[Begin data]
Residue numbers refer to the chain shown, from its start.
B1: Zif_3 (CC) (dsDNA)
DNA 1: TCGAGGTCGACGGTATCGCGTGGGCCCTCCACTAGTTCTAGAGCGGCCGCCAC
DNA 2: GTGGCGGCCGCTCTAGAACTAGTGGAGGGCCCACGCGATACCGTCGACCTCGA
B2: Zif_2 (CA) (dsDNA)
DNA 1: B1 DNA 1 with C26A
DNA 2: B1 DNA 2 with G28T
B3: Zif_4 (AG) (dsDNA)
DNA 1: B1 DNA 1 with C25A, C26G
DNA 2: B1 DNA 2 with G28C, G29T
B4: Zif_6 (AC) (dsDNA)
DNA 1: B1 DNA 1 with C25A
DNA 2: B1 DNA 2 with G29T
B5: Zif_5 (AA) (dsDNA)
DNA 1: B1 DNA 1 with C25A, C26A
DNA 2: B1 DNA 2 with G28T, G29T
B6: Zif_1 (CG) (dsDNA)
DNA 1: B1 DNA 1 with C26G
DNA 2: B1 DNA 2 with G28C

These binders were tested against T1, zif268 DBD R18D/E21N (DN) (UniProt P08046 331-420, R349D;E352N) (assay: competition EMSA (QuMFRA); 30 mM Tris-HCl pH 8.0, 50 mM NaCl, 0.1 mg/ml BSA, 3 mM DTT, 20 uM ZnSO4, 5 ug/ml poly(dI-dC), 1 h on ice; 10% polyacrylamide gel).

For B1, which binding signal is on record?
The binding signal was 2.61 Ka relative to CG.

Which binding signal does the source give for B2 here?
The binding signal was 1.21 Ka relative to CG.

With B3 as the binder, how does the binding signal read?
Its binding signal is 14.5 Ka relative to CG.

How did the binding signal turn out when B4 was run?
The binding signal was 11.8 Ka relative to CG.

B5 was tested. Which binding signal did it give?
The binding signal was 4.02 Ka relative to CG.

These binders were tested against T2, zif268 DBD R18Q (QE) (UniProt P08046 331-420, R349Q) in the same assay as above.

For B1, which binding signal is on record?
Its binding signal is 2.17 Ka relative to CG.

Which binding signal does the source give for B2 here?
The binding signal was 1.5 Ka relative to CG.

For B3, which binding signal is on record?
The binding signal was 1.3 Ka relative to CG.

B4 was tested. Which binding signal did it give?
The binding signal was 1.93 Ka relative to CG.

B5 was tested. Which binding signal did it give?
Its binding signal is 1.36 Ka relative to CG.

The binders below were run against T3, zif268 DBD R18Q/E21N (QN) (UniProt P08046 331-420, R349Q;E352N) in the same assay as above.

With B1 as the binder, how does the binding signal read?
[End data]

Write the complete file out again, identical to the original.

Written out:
Residue numbers refer to the chain shown, from its start.
B1: Zif_3 (CC) (dsDNA)
DNA 1: TCGAGGTCGACGGTATCGCGTGGGCCCTCCACTAGTTCTAGAGCGGCCGCCAC
DNA 2: GTGGCGGCCGCTCTAGAACTAGTGGAGGGCCCACGCGATACCGTCGACCTCGA
B2: Zif_2 (CA) (dsDNA)
DNA 1: B1 DNA 1 with C26A
DNA 2: B1 DNA 2 with G28T
B3: Zif_4 (AG) (dsDNA)
DNA 1: B1 DNA 1 with C25A, C26G
DNA 2: B1 DNA 2 with G28C, G29T
B4: Zif_6 (AC) (dsDNA)
DNA 1: B1 DNA 1 with C25A
DNA 2: B1 DNA 2 with G29T
B5: Zif_5 (AA) (dsDNA)
DNA 1: B1 DNA 1 with C25A, C26A
DNA 2: B1 DNA 2 with G28T, G29T
B6: Zif_1 (CG) (dsDNA)
DNA 1: B1 DNA 1 with C26G
DNA 2: B1 DNA 2 with G28C

These binders were tested against T1, zif268 DBD R18D/E21N (DN) (UniProt P08046 331-420, R349D;E352N) (assay: competition EMSA (QuMFRA); 30 mM Tris-HCl pH 8.0, 50 mM NaCl, 0.1 mg/ml BSA, 3 mM DTT, 20 uM ZnSO4, 5 ug/ml poly(dI-dC), 1 h on ice; 10% polyacrylamide gel).

For B1, which binding signal is on record?
The binding signal was 2.61 Ka relative to CG.

Which binding signal does the source give for B2 here?
The binding signal was 1.21 Ka relative to CG.

With B3 as the binder, how does the binding signal read?
Its binding signal is 14.5 Ka relative to CG.

How did the binding signal turn out when B4 was run?
The binding signal was 11.8 Ka relative to CG.

B5 was tested. Which binding signal did it give?
The binding signal was 4.02 Ka relative to CG.

These binders were tested against T2, zif268 DBD R18Q (QE) (UniProt P08046 331-420, R349Q) in the same assay as above.

For B1, which binding signal is on record?
Its binding signal is 2.17 Ka relative to CG.

Which binding signal does the source give for B2 here?
The binding signal was 1.5 Ka relative to CG.

For B3, which binding signal is on record?
The binding signal was 1.3 Ka relative to CG.

B4 was tested. Which binding signal did it give?
The binding signal was 1.93 Ka relative to CG.

B5 was tested. Which binding signal did it give?
Its binding signal is 1.36 Ka relative to CG.

The binders below were run against T3, zif268 DBD R18Q/E21N (QN) (UniProt P08046 331-420, R349Q;E352N) in the same assay as above.

With B1 as the binder, how does the binding signal read?